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New stator mounting method challenges traditional techniques

13 December, 2007

A British company has developed a new way of mounting stators rigidly in electric motors using tolerance rings. Bristol-based Rencol Tolerance Rings says that its new approach offers a simple, cost-effective alternative to traditional mounting methods, such as heat-to-press and adhesives.

According to Chris Needes, Rencol’s automotive product manager, the heat-to-press approach, which uses an interference fit to keep the stator in position, is "unlikely to be satisfactory".

"While it certainly seems an inexpensive mounting method," he expands, "the forces needed to fit the component are extremely high – in the region of a couple of metric tonnes – and may result in the laminate stator falling apart."

Such damage could go unnoticed until the electric motor has been in use for a while, when it could lead to premature failure. If this happens, the cost of the replacement stator or motor may well be small, but the cost of fitting it could be considerable. In-service electric motor failures could also have serious safety implications, Rencol says.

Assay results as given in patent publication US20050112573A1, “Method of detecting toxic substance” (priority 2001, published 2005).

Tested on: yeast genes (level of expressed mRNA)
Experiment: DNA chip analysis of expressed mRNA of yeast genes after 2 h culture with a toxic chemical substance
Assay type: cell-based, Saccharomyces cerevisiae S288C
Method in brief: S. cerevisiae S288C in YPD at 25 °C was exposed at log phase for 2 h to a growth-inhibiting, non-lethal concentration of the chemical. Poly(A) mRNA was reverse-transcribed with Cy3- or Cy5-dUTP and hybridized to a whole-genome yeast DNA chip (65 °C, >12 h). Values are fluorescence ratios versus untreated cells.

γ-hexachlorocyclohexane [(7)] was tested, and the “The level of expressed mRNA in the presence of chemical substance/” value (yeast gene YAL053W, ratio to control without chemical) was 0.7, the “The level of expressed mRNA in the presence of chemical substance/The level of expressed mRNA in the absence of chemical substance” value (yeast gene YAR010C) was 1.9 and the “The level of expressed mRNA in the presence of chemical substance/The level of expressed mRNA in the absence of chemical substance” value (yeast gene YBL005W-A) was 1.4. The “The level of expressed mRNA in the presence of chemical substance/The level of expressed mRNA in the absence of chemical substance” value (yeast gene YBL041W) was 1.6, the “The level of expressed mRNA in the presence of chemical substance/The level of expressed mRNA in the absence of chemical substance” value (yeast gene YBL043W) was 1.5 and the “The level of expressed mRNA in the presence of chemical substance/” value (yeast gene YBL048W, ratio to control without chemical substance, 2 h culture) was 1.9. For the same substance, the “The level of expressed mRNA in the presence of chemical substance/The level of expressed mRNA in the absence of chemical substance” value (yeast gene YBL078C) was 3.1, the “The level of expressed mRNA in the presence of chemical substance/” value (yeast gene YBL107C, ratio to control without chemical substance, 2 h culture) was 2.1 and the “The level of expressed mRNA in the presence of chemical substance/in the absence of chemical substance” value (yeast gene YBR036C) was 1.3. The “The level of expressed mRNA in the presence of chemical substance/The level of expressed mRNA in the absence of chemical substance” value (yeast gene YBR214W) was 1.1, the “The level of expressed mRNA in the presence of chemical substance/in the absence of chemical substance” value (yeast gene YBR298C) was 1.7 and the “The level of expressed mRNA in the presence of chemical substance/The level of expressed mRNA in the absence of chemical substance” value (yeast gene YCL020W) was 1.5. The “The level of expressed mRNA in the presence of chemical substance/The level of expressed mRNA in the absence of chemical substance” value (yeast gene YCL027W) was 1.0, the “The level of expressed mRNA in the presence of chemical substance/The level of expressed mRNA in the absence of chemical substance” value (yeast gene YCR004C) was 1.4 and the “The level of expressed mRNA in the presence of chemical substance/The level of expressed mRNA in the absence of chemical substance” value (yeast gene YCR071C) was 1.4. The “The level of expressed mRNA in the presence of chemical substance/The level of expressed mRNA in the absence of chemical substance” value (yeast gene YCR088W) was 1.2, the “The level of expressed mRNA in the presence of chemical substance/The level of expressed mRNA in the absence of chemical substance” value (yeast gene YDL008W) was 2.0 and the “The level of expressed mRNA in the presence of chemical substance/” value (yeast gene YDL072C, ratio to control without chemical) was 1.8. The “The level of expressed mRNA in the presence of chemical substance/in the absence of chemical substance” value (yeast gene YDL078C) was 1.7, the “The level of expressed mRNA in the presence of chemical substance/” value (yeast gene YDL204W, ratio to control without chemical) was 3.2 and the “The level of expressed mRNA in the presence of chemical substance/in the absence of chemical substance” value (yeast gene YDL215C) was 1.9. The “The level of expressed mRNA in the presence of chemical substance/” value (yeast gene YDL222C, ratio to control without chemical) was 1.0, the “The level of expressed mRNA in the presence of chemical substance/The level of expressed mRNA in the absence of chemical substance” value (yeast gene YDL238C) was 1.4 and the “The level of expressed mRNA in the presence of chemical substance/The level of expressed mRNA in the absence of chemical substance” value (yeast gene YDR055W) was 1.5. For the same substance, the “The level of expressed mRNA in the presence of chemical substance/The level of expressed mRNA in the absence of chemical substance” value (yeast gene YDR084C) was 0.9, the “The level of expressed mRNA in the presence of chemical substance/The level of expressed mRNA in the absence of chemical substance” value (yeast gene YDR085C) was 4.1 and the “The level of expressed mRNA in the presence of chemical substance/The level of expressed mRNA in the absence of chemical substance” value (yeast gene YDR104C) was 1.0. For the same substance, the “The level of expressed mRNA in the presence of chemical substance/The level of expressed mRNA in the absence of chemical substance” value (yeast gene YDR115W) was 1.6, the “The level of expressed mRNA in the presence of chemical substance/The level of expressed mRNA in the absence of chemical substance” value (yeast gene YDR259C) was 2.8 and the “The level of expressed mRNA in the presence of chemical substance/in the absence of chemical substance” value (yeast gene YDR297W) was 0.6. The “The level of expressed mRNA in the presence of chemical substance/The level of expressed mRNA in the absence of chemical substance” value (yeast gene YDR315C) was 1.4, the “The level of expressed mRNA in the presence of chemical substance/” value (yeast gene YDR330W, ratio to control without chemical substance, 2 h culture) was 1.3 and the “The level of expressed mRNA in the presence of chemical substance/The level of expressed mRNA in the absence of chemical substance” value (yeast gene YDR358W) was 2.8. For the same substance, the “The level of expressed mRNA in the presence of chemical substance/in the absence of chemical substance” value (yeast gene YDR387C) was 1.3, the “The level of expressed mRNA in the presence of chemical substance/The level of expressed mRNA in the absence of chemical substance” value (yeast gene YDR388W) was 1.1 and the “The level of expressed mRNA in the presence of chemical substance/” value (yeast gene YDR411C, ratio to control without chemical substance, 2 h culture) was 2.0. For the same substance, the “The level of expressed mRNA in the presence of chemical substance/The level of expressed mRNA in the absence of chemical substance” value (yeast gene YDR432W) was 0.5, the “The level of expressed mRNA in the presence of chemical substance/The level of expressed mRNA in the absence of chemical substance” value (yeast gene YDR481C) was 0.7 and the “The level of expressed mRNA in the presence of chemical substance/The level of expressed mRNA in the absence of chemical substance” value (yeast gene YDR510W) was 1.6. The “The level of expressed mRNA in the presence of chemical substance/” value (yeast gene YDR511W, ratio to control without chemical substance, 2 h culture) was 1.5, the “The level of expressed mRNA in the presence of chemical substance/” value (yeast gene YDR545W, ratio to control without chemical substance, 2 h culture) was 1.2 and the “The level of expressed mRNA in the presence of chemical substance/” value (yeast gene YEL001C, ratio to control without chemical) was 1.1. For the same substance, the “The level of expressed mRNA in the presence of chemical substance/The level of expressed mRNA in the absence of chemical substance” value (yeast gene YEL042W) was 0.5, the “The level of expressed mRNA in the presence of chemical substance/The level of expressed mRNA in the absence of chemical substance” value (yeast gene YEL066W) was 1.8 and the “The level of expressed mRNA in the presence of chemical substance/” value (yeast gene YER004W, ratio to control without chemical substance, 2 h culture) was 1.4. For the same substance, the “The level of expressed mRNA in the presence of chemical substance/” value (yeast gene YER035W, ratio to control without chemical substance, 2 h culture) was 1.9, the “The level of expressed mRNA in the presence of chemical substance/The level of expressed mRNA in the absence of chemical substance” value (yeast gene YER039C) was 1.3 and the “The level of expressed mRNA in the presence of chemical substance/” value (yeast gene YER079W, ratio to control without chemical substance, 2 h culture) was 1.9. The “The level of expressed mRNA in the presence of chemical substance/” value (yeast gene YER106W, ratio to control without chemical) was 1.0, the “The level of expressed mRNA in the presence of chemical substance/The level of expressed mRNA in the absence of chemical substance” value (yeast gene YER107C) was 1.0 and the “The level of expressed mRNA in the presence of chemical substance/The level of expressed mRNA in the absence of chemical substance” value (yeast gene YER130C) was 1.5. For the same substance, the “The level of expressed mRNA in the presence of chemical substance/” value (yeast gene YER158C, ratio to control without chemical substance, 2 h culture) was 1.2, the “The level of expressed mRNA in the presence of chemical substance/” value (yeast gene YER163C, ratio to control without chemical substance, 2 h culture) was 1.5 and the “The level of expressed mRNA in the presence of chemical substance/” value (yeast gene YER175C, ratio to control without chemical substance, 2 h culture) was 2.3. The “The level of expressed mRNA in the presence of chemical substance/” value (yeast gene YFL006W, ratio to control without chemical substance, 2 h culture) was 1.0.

Although using adhesives to mount stators is less likely to cause mechanical damage, and is lighter overall and more cost-effective, gluing brings its own problems, according to Rencol. It can be difficult to position the stator concentrically when using adhesives, and once the adhesive has cured, reworking the assembly is almost impossible. It can also take several hours for adhesives to cure and they pose the risk of outgassing of particulates to the electrics. Another potential problem is catastrophic failure of the adhesive bond itself – although becoming rarer with modern epoxy materials.

To overcome the problems associated with the traditional heat-to-press and gluing methods, Rencol’s solution is the novel use of a tolerance ring to achieve a rigid stator mount.

Rencol stator mount

Tolerance rings are precision-engineered devices made from thin strips of spring-steel into which waves, corrugations or bumps are formed. In the stator-mounting application (shown above), the waves face inwards so that the ends of the ring can be squeezed closed and fitted into a bore of the can. When released, the ring is self-retaining. In the final assembly, each wave in the tolerance ring is deflected elastically and this elasticity provides the holding force.

"When using a tolerance ring there are two methods of mounting the stator within the can," Needes explains, "either putting the ring onto stator and popping it into the can, or putting the ring into the can and inserting stator."




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